The decision not only violates academic freedom. It also demonstrates how Cairo University yields to interference from the executive, represented by the Ministry of Higher Education and specifically the Department of Inquiry and Information, which is thought to be linked to security bodies. Forms from faculty wishing to travel abroad on academic missions are sent to the department, which approves or denies travel applications.

The undersigned organizations reiterate the importance of respecting Article 21 of the Egyptian constitution, which requires the state to uphold the independence of universities. The Ministry of Higher Education and state security agencies may not intervene in the administrative, financial, and scientific affairs of universities. The Egyptian government must comply with the UNESCO Recommendation Concerning the Status of Higher-Education Teaching Personnel of 1997, which under Paragraph 19 requires UNESCO member states to protect institutions of higher learning from threats to their independence, regardless of the source. Paragraph 13 states, “…higher-education teaching personnel should be enabled throughout their careers to participate in international gatherings on higher education or research, to travel abroad without political restrictions…”

Law 49/1972 on universities contains no provision requiring university faculty and teaching aides to obtain travel approval from the Department of Inquiry and Information, an office of unspecified remit. As no more than an internal department with the Ministry of Higher Education, it has no jurisdiction over faculty members or aides and possesses no decision-making authority on academic scholarships. We refer, however, to a description of the department on the website of Damanhour University. According to the website, one of the responsibilities of the university director of individual security is “offering an opinion on candidates for travel abroad based on relevant directives and rules after soliciting the opinion of security through the Department of Inquiry and Information in the Ministry of Higher Education.” This demonstrates that the security apparatus uses this office in the ministry as cover for its surveillance and monitoring of faculty members and staff and to restrict their right to travel abroad on academic missions. This was confirmed by Cairo University President Gaber Nassar in a phone interview with ONTV’s “Headline” on February 3, 2016. According to Nassar, “The university and security exchange information” and “the travel of assistant lecturers is decided by the Ministry of Higher Education. The acceptance of foreign research scholarships is a matter of state sovereignty and discretion. If there’s a problem related to national security, that’s for the [security] apparatus.”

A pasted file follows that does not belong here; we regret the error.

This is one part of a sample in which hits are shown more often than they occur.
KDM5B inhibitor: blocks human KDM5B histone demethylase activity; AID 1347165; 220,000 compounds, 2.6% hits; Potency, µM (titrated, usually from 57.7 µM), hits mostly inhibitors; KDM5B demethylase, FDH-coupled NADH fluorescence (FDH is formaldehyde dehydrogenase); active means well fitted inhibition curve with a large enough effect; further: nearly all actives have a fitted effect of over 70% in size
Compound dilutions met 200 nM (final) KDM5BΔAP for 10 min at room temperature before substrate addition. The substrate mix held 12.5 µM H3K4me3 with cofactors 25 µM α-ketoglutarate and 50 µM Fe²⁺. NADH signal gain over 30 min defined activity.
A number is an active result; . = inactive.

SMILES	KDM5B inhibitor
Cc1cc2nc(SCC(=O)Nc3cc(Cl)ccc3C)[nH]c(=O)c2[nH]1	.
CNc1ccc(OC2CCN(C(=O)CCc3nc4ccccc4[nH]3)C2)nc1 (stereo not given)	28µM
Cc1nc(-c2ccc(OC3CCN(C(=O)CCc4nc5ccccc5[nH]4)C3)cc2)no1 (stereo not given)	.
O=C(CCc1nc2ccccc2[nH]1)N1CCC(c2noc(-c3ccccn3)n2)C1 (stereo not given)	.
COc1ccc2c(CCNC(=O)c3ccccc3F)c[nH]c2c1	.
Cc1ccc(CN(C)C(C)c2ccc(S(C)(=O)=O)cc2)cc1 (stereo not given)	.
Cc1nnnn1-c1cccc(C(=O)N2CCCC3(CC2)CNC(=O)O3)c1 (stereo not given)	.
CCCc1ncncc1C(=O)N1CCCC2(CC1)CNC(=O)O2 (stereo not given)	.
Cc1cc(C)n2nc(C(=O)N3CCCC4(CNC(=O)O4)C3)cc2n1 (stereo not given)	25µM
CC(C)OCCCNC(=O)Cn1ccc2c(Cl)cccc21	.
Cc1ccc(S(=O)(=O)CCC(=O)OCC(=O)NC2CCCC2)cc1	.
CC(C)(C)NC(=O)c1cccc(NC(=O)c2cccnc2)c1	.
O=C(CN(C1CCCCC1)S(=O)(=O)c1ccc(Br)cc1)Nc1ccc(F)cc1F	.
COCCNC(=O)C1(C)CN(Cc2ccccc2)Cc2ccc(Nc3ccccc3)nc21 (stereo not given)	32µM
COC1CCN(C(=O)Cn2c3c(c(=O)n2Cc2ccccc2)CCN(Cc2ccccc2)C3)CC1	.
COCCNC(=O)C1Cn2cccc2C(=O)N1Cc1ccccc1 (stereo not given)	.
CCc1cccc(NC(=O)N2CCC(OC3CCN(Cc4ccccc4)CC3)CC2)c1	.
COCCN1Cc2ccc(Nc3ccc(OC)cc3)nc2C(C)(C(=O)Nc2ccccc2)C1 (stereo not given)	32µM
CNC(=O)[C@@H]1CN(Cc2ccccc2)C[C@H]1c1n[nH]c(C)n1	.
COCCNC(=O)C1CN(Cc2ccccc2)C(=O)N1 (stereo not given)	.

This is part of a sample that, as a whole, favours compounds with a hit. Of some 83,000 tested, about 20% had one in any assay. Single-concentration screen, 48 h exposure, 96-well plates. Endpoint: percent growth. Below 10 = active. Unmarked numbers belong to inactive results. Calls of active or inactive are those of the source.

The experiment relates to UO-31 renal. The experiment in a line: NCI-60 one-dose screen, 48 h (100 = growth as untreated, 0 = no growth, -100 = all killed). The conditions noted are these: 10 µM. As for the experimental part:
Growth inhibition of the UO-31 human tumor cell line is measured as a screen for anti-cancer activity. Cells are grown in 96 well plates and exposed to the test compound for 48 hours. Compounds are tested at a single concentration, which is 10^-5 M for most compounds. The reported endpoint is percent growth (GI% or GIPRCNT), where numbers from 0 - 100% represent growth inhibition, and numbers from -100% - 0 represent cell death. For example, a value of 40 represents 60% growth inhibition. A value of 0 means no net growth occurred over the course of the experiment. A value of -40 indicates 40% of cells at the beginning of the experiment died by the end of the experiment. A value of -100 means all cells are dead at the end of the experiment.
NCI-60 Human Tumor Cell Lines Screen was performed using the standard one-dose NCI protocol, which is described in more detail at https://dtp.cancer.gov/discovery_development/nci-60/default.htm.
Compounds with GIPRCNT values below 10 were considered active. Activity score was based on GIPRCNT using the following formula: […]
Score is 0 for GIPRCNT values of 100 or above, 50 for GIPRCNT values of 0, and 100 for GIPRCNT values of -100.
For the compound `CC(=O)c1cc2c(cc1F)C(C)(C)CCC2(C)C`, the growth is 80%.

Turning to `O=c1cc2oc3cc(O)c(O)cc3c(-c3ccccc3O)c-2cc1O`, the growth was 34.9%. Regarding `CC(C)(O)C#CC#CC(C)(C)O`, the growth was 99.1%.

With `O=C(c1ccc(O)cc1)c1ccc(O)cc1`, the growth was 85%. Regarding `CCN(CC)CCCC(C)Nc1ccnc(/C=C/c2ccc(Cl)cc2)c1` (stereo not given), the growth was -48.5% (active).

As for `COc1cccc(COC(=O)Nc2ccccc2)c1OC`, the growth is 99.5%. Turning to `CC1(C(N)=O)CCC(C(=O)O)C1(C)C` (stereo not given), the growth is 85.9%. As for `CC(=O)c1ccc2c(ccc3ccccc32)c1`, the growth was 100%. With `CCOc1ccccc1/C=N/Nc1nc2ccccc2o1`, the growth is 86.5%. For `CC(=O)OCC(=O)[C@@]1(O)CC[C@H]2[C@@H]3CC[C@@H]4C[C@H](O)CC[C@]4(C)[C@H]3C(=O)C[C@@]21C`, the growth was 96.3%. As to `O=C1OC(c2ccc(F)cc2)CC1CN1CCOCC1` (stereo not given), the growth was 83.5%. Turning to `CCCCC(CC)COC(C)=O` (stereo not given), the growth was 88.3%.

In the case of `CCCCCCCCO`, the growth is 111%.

Prof. Saber filed suit before the Administrative Court (no. 3163/63JY) on February 4, 2016, against the minister of higher education, the president of Cairo University, the dean of the Faculty of Humanities, the director of the Department of Inquiry and Intelligence, and the director of the Department of Cultural Relations at Cairo University. She is contesting the order to revoke the scholarship, seeking a stay of the order and its consequences, which would allow her to complete the sabbatical.

The undersigned organizations urge Cairo University to immediately revoke the decision to terminate Saber’s scholarship and to end all forms of security interference in faculty and staff affairs. The university must uphold its commitments to the autonomy of the university and academic freedom, as the only means to advance higher education in Egypt.

Signatory organizations

  1. Cairo Institute for Human Rights Studies
  2. Association for Freedom of Thought and Expression
  3. Andalus Institute for Tolerance and Anti-Violence Studies
  4. Appropriate Communications Techniques for Development (ACT)
  5. Arab Network for Human Rights Information
  6. Bashaier Development Foundation
  7. Budgetary and Human Rights observatory
  8. Cairo Center for Development CCD
  9. Center for Egyptian Women’s Legal Assistance
  10. El-Nadeem Centre for the rehabilitation of victims of violence
  11. Habi Center for Environmental Rights
  12. Masryoon Against Religious Discrimination
  13. Mother Association for Rights and Development
  14. National group for human rights and law
  15. Nazra for Feminist Studies
  16. Salma Association for the Development of Women
  17. The Egyptian Association for Community Participation Enhancement
  18. The Egyptian Center for Economic and Social Rights
  19. The Egyptian Initiative for Personal Rights
  20. The New Woman Foundation
  21. Women and Memory Forum